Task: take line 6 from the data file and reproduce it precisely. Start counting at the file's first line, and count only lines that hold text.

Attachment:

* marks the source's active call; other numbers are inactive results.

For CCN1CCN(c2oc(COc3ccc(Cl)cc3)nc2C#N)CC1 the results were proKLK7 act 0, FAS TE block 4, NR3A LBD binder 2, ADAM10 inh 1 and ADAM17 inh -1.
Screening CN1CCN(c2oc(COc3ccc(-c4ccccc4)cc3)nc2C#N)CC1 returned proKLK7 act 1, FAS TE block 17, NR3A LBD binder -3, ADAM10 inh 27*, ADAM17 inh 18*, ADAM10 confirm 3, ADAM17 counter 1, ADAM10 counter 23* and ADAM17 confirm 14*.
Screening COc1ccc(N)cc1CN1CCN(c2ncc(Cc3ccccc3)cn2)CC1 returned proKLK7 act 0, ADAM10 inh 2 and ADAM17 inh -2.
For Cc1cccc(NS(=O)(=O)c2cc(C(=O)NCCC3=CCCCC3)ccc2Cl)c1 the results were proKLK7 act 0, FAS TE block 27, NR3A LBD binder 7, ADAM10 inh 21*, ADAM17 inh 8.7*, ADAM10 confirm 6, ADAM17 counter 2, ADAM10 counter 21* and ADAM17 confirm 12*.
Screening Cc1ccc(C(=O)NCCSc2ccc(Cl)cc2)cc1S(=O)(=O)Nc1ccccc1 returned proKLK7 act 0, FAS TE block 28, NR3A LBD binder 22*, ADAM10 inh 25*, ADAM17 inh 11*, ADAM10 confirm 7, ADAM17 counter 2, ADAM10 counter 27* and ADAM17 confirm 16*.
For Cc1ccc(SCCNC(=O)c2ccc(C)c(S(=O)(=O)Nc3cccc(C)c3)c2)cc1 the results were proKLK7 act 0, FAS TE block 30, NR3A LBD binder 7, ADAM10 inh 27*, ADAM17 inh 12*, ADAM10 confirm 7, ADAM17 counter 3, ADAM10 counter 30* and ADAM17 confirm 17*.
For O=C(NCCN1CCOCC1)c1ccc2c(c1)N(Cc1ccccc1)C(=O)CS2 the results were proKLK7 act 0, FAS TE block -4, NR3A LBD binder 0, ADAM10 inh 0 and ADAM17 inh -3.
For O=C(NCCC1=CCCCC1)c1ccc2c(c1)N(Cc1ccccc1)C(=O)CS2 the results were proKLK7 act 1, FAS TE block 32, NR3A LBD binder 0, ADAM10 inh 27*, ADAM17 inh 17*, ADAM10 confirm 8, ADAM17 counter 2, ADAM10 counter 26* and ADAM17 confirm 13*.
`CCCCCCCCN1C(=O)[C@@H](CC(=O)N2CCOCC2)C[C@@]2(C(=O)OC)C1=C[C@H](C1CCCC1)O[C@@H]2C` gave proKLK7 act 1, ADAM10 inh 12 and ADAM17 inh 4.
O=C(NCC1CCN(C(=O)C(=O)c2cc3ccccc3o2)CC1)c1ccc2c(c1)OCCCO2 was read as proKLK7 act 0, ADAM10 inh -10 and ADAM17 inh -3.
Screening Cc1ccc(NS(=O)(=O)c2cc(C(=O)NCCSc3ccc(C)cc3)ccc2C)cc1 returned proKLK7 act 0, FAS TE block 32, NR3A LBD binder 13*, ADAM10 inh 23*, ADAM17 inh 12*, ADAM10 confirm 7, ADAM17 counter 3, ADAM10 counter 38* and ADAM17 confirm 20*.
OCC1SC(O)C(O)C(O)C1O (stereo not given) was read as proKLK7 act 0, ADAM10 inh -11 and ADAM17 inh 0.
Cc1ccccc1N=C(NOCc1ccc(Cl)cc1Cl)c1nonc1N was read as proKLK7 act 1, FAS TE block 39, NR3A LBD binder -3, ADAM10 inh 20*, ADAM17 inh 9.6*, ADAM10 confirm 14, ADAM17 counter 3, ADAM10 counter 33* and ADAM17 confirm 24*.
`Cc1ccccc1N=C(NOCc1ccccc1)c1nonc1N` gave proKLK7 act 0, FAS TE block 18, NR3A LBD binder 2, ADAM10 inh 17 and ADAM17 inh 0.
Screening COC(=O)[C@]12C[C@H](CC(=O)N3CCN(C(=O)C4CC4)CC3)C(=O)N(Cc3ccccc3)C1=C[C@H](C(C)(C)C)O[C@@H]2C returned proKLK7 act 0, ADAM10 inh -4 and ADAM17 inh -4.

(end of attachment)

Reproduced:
Screening Cc1ccc(C(=O)NCCSc2ccc(Cl)cc2)cc1S(=O)(=O)Nc1ccccc1 returned proKLK7 act 0, FAS TE block 28, NR3A LBD binder 22*, ADAM10 inh 25*, ADAM17 inh 11*, ADAM10 confirm 7, ADAM17 counter 2, ADAM10 counter 27* and ADAM17 confirm 16*.